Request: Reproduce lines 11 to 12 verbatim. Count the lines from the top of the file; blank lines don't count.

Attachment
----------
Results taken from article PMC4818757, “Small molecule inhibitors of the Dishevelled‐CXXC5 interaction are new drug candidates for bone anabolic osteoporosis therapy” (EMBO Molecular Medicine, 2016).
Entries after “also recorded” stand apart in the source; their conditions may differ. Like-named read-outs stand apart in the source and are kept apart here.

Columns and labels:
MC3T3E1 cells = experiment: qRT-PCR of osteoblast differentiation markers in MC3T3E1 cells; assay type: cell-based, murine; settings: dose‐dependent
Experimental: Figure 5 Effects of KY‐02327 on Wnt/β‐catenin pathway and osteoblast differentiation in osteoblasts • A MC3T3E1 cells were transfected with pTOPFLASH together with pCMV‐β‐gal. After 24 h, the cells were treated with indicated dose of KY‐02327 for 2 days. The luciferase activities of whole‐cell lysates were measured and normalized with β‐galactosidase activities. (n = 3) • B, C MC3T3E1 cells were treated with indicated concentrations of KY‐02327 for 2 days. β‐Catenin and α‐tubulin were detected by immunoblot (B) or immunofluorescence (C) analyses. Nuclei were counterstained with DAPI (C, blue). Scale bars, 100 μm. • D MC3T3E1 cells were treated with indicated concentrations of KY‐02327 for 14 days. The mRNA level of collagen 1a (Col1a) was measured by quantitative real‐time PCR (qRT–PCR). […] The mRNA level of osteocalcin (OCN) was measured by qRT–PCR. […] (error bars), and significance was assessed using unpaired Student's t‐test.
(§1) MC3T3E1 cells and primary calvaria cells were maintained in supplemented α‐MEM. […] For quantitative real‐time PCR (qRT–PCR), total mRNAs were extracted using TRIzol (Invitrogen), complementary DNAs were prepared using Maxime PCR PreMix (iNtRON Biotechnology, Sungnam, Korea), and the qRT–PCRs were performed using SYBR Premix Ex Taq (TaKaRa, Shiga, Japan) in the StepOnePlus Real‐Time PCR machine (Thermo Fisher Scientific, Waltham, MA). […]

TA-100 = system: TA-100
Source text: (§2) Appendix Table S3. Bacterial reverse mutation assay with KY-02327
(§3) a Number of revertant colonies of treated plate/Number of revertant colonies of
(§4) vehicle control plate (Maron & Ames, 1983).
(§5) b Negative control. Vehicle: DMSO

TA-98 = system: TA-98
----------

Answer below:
(§5) b Negative control. Vehicle: DMSO

TA-98 = system: TA-98